What is Aphanomyces root rot of alfalfa? Aphanomyces root rot (ARR) is a serious disease of both recently seeded alfalfa and established alfalfa stands. ARR can cause severe yield reductions in affected alfalfa fields. Variations of the disease also occur on many other legumes (including soybean, snap bean, faba bean, red kidney bean, pea, red clover, and white clover) and can cause significant losses in these crops as well.
What does Aphanomyces root rot look like? Typically, alfalfa emergence is not dramatically affected by ARR, but symptoms appear shortly after seedlings emerge. Young plants appear stunted and yellow and may eventually die. The root systems of affected seedlings are smaller than normal, and what roots remain appear gray and water-soaked. Older alfalfa plants suffering from ARR also tend to be stunted and yellow. They may have a well-developed tap root but typically relatively few smaller, fine roots. Often, growers realize they have a problem with ARR when they notice that weeds in their fields are growing more vigorously than their alfalfa crop.
Where does Aphanomyces root rot come from? ARR is caused by the soilborne water mold (i.e., fungus-like organism) Aphanomyces euteiches. A. euteiches is commonly found in fields that are poorly drained, fields with heavier (i.e., clay) soils, fields with compaction, and fields that receive excessive water. A. euteiches produces microscopic, long-lived resting spores (called oospores) in the roots of infected plants, and these spores can remain dormant in the soil for up to 10 years, even in the absence of a susceptible crop. Once a susceptible crop is present, oospores can germinate and directly infect plants, or under wetter conditions produce numerous microscopic swimming spores (called zoospores) that can subsequently infect plants.
There are several variants of A. euteiches and these variants tend to have preferences for which plant hosts they will infect. For example, some variants tend to infect alfalfa, others tend to infect peas and others tend to infect snap beans. A. euteiches that infects alfalfa can be further divided into two races (race 1 and race 2), which can be distinguished based on the particular alfalfa varieties that they most readily infect. Other races of A. euteiches that can infect alfalfa likely exist, but at this time have not been fully documented.
How can I save plants with Aphanomyces root rot? There is no way to save an alfalfa crop once ARR has occurred. Fungicide seed treatments may provide short-term protection of alfalfa seedlings. However, foliar fungicides do not provide any ARR control.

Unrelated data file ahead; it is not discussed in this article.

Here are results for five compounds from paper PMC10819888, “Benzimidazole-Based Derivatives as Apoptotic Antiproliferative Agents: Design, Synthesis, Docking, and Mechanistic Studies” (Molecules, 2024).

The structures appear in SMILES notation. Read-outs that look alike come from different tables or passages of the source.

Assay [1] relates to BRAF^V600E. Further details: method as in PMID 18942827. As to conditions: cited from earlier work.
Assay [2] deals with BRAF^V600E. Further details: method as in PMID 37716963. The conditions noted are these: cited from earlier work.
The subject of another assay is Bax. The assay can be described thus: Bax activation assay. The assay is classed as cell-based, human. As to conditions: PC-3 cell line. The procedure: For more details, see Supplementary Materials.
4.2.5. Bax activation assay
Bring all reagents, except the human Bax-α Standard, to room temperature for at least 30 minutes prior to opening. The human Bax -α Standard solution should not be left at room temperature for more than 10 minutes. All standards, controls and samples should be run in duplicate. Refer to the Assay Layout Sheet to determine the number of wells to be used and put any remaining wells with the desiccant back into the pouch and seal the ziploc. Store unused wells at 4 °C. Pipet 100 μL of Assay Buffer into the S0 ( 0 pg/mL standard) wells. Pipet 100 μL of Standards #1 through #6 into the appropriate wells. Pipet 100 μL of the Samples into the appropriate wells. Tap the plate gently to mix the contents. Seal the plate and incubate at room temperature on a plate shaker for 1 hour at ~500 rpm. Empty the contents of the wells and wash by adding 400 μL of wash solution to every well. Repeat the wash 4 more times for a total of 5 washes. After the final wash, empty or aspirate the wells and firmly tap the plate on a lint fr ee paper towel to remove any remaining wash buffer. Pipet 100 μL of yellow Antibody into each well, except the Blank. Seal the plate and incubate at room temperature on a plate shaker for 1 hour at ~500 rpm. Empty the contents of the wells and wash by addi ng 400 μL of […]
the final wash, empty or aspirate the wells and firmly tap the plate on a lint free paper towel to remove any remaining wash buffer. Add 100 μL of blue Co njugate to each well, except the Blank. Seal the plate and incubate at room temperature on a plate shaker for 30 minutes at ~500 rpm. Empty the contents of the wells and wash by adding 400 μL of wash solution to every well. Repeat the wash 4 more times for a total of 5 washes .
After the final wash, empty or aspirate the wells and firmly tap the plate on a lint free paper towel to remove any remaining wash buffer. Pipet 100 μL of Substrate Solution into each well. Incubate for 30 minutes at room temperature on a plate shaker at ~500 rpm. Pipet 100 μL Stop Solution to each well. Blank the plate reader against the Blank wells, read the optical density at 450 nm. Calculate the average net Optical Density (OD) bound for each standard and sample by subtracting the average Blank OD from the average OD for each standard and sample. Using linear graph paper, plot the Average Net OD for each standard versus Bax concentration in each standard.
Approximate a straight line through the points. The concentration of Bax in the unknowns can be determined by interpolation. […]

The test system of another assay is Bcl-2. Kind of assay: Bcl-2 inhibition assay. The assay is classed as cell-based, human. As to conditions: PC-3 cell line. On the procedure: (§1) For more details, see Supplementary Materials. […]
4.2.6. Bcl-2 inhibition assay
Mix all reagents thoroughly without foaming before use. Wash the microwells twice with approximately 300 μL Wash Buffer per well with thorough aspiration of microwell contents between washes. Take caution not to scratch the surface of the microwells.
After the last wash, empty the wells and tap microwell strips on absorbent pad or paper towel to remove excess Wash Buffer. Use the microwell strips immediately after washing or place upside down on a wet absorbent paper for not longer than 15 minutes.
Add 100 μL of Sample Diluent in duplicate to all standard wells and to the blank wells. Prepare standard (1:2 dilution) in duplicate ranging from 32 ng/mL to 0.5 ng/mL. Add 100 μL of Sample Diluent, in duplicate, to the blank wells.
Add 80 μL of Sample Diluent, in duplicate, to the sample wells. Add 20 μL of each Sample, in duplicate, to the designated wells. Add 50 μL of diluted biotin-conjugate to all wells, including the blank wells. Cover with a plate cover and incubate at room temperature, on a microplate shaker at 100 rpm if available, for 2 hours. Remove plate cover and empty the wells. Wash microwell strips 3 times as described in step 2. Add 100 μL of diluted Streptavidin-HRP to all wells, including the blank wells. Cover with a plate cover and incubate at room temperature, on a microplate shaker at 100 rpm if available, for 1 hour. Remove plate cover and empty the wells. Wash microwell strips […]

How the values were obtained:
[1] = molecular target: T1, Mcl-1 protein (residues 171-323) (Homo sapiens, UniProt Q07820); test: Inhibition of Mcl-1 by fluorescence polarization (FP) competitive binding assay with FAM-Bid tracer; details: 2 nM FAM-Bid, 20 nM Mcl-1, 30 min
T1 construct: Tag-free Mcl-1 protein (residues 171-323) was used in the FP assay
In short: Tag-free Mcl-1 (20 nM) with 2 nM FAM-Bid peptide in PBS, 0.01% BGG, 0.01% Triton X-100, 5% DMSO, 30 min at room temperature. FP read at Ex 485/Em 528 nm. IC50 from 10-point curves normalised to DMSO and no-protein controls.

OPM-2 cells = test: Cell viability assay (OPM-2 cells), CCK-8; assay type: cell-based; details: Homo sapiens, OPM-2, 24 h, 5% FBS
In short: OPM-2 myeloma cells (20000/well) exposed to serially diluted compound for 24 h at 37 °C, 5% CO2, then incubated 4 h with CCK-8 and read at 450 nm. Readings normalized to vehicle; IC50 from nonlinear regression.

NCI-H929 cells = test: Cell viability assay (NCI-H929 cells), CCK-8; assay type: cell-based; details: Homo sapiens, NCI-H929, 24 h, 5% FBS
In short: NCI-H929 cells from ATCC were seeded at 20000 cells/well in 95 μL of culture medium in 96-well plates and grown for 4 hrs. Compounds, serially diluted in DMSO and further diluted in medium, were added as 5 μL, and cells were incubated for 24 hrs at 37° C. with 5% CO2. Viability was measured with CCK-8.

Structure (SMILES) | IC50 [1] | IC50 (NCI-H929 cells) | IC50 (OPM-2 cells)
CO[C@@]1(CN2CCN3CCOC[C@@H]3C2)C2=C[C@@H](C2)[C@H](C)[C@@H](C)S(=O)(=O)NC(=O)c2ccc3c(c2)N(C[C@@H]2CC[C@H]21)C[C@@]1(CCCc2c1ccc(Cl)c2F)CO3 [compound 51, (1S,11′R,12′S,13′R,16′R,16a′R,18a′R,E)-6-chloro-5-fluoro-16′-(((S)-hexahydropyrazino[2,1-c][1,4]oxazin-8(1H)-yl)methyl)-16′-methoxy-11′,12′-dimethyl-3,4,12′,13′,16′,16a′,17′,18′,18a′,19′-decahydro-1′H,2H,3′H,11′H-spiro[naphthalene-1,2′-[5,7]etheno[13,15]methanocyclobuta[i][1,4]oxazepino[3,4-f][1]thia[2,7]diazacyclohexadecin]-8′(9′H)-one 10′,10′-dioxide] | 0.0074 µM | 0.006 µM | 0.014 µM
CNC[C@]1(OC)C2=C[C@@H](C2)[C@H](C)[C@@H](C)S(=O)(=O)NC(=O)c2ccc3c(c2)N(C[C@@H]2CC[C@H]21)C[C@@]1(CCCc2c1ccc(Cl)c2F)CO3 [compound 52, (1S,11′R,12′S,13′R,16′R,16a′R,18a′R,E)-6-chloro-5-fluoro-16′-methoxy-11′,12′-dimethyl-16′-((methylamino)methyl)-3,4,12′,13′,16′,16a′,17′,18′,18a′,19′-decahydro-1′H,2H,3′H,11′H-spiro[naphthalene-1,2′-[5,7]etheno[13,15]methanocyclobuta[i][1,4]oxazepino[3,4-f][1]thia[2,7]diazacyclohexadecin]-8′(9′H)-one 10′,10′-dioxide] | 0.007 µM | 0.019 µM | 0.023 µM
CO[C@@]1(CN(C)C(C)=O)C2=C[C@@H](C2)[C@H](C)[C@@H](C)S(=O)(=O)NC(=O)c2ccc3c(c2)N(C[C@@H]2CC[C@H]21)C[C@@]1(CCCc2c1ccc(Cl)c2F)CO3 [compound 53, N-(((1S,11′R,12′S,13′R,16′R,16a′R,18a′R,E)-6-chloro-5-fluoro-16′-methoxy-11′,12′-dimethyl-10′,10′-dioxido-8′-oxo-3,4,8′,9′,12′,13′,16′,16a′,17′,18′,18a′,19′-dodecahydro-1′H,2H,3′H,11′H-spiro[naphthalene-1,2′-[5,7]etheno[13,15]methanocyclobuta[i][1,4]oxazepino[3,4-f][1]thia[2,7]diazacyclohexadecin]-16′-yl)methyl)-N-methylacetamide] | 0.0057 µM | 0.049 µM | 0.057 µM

How can I avoid problems with Aphanomyces root rot in the future? The most important management strategy for ARR is to make sure fields are properly drained. Reducing standing water is important to prevent development of zoospores, which can dramatically increase disease severity. Reducing compaction, using sub-surface drainage tiles and/or re-routing surface water drainage pathways can help alleviate wet soil conditions. If there is a past history of ARR in a field, use alfalfa varieties with resistance to the specific race(s) of A. euteiches present in the field. Which race(s) are present can be determined using a soil bioassay. Contact your local county Extension office for more information on how to collect a soil sample for A. euteiches testing, as well as for recommendations on appropriate alfalfa varieties to use once the results of the soil bioassay are available. In some areas of Wisconsin (such the southwest), both race 1 and race 2 of A. euteiches are widespread. Therefore, routine use of alfalfa varieties resistant to both races may be warranted. Crop rotation is not an effective management strategy for ARR because oospores of A. euteiches survive for long periods in the soil. Alfalfa seed treatments may provide protection to seedlings only up until shortly after emergence. Foliar fungicides, fumigants and other biological control products are also not effective in managing ARR.
For more information on Aphanomyces root rot: Contact your county Extension agent.
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